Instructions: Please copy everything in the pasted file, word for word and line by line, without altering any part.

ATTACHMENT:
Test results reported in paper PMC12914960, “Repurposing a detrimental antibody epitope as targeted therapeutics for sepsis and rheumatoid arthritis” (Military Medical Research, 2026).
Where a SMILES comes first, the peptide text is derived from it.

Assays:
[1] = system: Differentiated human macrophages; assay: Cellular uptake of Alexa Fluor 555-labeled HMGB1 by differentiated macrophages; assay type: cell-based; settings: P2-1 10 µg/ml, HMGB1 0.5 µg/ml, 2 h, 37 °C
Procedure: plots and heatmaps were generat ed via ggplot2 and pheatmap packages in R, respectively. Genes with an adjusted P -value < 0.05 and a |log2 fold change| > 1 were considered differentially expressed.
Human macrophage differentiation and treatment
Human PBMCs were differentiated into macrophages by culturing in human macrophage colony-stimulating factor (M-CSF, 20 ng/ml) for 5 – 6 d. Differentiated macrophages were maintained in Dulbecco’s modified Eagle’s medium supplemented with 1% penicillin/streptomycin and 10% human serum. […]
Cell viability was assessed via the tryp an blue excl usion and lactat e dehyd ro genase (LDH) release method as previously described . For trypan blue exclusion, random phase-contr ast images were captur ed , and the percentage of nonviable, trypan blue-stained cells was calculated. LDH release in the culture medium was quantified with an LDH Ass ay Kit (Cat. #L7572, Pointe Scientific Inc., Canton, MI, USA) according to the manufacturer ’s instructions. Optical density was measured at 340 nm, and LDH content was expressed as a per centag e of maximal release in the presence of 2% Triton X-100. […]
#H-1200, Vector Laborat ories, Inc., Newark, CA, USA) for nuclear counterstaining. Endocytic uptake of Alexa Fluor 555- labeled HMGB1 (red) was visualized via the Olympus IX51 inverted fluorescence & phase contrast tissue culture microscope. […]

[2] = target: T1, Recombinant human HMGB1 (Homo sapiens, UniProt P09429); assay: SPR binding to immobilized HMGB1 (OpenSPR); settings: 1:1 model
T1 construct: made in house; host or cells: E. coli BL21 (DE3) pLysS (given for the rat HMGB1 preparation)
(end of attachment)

Test results reported in paper PMC12914960, “Repurposing a detrimental antibody epitope as targeted therapeutics for sepsis and rheumatoid arthritis” (Military Medical Research, 2026).
Where a SMILES comes first, the peptide text is derived from it.

Assays:
[1] = system: Differentiated human macrophages; assay: Cellular uptake of Alexa Fluor 555-labeled HMGB1 by differentiated macrophages; assay type: cell-based; settings: P2-1 10 µg/ml, HMGB1 0.5 µg/ml, 2 h, 37 °C
Procedure: plots and heatmaps were generat ed via ggplot2 and pheatmap packages in R, respectively. Genes with an adjusted P -value < 0.05 and a |log2 fold change| > 1 were considered differentially expressed.
Human macrophage differentiation and treatment
Human PBMCs were differentiated into macrophages by culturing in human macrophage colony-stimulating factor (M-CSF, 20 ng/ml) for 5 – 6 d. Differentiated macrophages were maintained in Dulbecco’s modified Eagle’s medium supplemented with 1% penicillin/streptomycin and 10% human serum. […]
Cell viability was assessed via the tryp an blue excl usion and lactat e dehyd ro genase (LDH) release method as previously described . For trypan blue exclusion, random phase-contr ast images were captur ed , and the percentage of nonviable, trypan blue-stained cells was calculated. LDH release in the culture medium was quantified with an LDH Ass ay Kit (Cat. #L7572, Pointe Scientific Inc., Canton, MI, USA) according to the manufacturer ’s instructions. Optical density was measured at 340 nm, and LDH content was expressed as a per centag e of maximal release in the presence of 2% Triton X-100. […]
#H-1200, Vector Laborat ories, Inc., Newark, CA, USA) for nuclear counterstaining. Endocytic uptake of Alexa Fluor 555- labeled HMGB1 (red) was visualized via the Olympus IX51 inverted fluorescence & phase contrast tissue culture microscope. […]

[2] = target: T1, Recombinant human HMGB1 (Homo sapiens, UniProt P09429); assay: SPR binding to immobilized HMGB1 (OpenSPR); settings: 1:1 model
T1 construct: made in house; host or cells: E. coli BL21 (DE3) pLysS (given for the rat HMGB1 preparation)